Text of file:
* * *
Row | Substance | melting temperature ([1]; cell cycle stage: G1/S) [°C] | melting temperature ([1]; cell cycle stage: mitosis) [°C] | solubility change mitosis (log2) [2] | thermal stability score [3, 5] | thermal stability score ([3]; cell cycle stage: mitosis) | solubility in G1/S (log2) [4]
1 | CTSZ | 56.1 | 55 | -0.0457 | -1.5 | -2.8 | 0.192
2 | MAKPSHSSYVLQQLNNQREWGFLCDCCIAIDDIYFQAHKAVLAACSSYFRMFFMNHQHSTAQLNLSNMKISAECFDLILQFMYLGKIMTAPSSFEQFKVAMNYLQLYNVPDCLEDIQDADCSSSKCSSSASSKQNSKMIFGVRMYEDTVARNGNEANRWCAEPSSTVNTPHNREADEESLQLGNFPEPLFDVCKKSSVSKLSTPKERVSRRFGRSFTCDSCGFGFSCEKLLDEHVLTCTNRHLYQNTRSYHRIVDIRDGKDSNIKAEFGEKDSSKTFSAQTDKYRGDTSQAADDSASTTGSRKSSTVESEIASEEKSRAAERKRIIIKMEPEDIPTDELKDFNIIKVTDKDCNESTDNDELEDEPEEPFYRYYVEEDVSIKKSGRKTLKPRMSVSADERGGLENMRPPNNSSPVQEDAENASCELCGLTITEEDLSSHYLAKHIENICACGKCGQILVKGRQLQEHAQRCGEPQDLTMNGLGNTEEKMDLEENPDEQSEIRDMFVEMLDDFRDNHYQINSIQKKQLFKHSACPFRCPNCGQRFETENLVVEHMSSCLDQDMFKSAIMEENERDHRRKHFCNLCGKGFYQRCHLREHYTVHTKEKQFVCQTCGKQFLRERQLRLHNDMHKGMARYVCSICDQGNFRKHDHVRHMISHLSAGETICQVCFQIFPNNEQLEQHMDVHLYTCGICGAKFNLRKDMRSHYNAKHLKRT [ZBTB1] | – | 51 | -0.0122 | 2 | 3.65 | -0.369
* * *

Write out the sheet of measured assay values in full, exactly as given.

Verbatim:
Row | Substance | melting temperature ([1]; cell cycle stage: G1/S) [°C] | melting temperature ([1]; cell cycle stage: mitosis) [°C] | solubility change mitosis (log2) [2] | thermal stability score [3, 5] | thermal stability score ([3]; cell cycle stage: mitosis) | solubility in G1/S (log2) [4]
1 | CTSZ | 56.1 | 55 | -0.0457 | -1.5 | -2.8 | 0.192
2 | MAKPSHSSYVLQQLNNQREWGFLCDCCIAIDDIYFQAHKAVLAACSSYFRMFFMNHQHSTAQLNLSNMKISAECFDLILQFMYLGKIMTAPSSFEQFKVAMNYLQLYNVPDCLEDIQDADCSSSKCSSSASSKQNSKMIFGVRMYEDTVARNGNEANRWCAEPSSTVNTPHNREADEESLQLGNFPEPLFDVCKKSSVSKLSTPKERVSRRFGRSFTCDSCGFGFSCEKLLDEHVLTCTNRHLYQNTRSYHRIVDIRDGKDSNIKAEFGEKDSSKTFSAQTDKYRGDTSQAADDSASTTGSRKSSTVESEIASEEKSRAAERKRIIIKMEPEDIPTDELKDFNIIKVTDKDCNESTDNDELEDEPEEPFYRYYVEEDVSIKKSGRKTLKPRMSVSADERGGLENMRPPNNSSPVQEDAENASCELCGLTITEEDLSSHYLAKHIENICACGKCGQILVKGRQLQEHAQRCGEPQDLTMNGLGNTEEKMDLEENPDEQSEIRDMFVEMLDDFRDNHYQINSIQKKQLFKHSACPFRCPNCGQRFETENLVVEHMSSCLDQDMFKSAIMEENERDHRRKHFCNLCGKGFYQRCHLREHYTVHTKEKQFVCQTCGKQFLRERQLRLHNDMHKGMARYVCSICDQGNFRKHDHVRHMISHLSAGETICQVCFQIFPNNEQLEQHMDVHLYTCGICGAKFNLRKDMRSHYNAKHLKRT [ZBTB1] | – | 51 | -0.0122 | 2 | 3.65 | -0.369